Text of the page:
If one of your three jobs enshrined in law is to maximise the amount of money that goes to good causes, gambling £600mn of it on the chance you might be able to bring in a bit more over the next ten years seems like a risky bet.
But on one view, that’s exactly what the UK’s Gambling Commission did in March when it spurned National Lottery operator Camelot’s application for a new licence and handed the decade-long contract to Czech rival Allwyn.
Predictably, Camelot and its technology supplier International Game Technology (IGT) contested the decision in court. Everyone always threatens to contest the lottery licence decision in court. And unlike previous cases where it was the challenger fighting to overturn the status quo, Camelot had a lot to lose — basically its whole UK business.
That meant that even after dropping opposition to the licence handover itself, Camelot and IGT continued to press for combined damages that could have amounted to up to £600mn from the Gambling Commission for the loss of the contract. And there were two places that money could come from: one was the Treasury; the other, the lottery fund for good causes.
The good news is the bet seems to be going the Gambling Commission’s way — so far. After months of acrimony, Camelot has more or less thrown in the towel. Its owner, the Ontario Teachers’ Pension Plan, struck a deal to sell it to Allwyn for around £100mn over the weekend — little more than a year’s pre-tax profits for Camelot’s UK lottery business. Though that doesn’t deal with the IGT claim and the sale still needs regulatory approval (from the Gambling Commission no less), the bulk of the damages claim is expected to fall away.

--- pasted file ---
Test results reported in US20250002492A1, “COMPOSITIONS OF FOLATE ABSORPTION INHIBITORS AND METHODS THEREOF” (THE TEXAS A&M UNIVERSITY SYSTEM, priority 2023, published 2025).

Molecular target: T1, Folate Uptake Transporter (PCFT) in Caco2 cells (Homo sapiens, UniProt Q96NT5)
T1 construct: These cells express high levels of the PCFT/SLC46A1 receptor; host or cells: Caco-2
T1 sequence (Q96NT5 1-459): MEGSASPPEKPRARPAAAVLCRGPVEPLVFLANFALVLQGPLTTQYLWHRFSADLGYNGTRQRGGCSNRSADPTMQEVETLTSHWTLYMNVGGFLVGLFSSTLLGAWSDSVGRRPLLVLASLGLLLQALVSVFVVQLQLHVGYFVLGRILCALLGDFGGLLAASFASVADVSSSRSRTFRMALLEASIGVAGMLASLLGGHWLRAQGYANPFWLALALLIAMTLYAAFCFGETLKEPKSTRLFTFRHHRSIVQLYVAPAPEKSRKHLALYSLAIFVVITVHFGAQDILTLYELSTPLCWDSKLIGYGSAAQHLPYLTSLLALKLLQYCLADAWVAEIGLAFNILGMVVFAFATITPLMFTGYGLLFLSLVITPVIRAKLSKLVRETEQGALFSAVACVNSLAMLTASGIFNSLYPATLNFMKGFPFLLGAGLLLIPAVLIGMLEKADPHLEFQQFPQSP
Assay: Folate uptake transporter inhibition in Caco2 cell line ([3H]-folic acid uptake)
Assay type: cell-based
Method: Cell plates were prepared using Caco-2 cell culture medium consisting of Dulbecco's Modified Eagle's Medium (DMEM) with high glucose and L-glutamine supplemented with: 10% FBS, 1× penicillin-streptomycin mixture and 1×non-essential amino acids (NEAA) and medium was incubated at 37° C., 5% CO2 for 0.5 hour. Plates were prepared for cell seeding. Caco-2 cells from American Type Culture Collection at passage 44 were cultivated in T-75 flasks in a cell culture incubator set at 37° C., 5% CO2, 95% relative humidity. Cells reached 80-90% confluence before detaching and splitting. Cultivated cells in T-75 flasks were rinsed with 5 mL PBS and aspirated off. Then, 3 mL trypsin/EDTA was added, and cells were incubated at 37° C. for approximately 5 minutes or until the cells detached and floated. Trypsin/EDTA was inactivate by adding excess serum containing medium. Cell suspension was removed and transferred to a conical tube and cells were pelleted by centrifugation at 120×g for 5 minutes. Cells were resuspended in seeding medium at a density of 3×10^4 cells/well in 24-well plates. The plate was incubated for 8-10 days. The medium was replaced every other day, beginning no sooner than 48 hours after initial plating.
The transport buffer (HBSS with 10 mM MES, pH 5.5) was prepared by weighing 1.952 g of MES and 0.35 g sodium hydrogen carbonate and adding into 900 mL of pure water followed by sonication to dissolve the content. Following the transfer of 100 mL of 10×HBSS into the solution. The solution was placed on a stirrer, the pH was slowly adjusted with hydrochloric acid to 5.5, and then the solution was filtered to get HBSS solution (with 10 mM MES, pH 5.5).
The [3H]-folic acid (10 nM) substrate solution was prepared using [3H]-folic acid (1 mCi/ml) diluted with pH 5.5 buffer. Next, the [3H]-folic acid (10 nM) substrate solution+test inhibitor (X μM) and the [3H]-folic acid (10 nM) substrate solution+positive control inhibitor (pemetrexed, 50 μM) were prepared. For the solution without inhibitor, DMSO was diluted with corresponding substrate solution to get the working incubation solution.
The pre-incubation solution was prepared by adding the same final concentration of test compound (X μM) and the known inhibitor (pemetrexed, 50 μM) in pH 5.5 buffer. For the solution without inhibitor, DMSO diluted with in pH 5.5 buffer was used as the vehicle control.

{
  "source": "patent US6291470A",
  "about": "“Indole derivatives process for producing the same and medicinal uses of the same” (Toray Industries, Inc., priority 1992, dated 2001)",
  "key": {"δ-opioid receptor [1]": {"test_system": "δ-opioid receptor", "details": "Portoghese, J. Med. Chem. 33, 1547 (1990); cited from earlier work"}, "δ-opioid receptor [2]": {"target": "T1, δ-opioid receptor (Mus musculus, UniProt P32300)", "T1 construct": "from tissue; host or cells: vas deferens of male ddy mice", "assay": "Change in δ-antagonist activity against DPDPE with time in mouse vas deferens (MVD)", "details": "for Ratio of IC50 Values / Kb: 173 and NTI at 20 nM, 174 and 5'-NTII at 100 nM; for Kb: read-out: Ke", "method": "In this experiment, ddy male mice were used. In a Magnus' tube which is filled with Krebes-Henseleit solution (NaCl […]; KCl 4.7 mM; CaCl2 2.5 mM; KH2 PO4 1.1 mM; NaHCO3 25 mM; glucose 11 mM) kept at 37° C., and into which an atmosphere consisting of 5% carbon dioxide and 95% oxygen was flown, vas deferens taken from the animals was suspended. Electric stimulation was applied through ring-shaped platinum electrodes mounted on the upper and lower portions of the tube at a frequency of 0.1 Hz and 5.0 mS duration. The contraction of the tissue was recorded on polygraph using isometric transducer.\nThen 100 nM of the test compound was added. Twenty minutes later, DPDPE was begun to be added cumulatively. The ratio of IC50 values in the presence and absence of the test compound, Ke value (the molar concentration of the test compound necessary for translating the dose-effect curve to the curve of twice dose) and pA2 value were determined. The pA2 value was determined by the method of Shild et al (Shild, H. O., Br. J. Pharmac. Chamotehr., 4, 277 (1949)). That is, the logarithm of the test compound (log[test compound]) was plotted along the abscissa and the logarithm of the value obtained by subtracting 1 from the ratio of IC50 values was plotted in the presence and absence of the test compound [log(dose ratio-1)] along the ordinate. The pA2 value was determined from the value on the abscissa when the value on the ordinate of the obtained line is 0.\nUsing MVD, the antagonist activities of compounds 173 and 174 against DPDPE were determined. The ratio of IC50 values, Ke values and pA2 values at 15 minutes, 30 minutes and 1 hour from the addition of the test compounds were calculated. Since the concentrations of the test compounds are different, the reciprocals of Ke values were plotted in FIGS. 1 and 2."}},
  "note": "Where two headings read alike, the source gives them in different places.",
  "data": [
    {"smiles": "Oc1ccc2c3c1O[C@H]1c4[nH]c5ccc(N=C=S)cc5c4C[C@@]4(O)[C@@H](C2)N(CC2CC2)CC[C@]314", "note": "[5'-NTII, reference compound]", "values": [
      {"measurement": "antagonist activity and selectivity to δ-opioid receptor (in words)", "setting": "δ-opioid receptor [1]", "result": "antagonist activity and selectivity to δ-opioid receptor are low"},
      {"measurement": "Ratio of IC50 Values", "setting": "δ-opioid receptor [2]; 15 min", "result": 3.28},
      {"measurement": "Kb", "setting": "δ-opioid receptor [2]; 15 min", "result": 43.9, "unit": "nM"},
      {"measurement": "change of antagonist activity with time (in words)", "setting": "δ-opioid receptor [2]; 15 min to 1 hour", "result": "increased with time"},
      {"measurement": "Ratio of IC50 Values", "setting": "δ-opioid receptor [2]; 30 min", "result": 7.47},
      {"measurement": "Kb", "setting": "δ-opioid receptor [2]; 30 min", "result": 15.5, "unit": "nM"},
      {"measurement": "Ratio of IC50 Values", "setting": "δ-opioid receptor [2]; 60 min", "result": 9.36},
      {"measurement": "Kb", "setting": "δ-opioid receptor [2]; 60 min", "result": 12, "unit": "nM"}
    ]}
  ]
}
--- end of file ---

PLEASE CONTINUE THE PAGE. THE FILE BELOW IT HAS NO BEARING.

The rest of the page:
Still, that begs the question of how the watchdog got itself into a situation where it was willing to risk that sort of money to start with. Broadly, the legal fight came down to how the Commission came to conclude that Allwyn’s bid, which offered up vastly more money for good causes but on the premise of much more ambitious revenue growth, was as low-risk as that of the lottery’s sole operator in the 28 years since its inception and so award the licence to Allwyn. Camelot argued the process was flawed.
The thing is that, legal arguments aside, it is hard to want to hand the new licence to Camelot. It talked about the “best-ever first-half returns to good causes” in interim results published on Wednesday. But in its last full year, the £1.91bn it raised for good causes was still below 2013’s high of £1.95bn despite more than £1bn in extra ticket sales.
Now, Camelot has increased prize money by more than £900mn in that time. And it has long argued that getting people to keep playing by offering them a bigger share of the pot is key to maximising money for good causes.
But it does nonetheless seem like Camelot has managed to botch the job over the years. Doubling ticket prices and making the main draw trickier to win in the 2017 financial year was an act of self-sabotage that cut £670mn from sales and almost £273mn from payments to good causes (as well as roughly 10 per cent from profits). It wasn’t until the latest year that payouts to good causes returned to 2016 levels.
The new licence, which runs from February 2024, changes the operator’s incentives to more closely align profits with money raised for good causes. Perhaps the new structure would have freed Camelot up to try all sorts of new things. And perhaps Allwyn’s plan to halve the main draw’s ticket price and double the amount raised for good causes won’t come off.
But after almost three decades of a monopoly operator and a recent run of underwhelming performance, it seems reasonable to try something new. The Gambling Commission would have faced a fierce fight any time it tried to award the contract to someone other than Camelot. It cannot be the case that an implicit threat from the incumbent should block anyone else from ever winning a lucrative government contract.
It may yet be the case that the Gambling Commission’s punt on Allwyn does not work out over the 10-year life of the lottery licence. But a £600mn damages claim had made the licence competition look pretty close to a lose-lose bet for the watchdog. Instead, Camelot’s sale to Allwyn might just mean it comes out OK.
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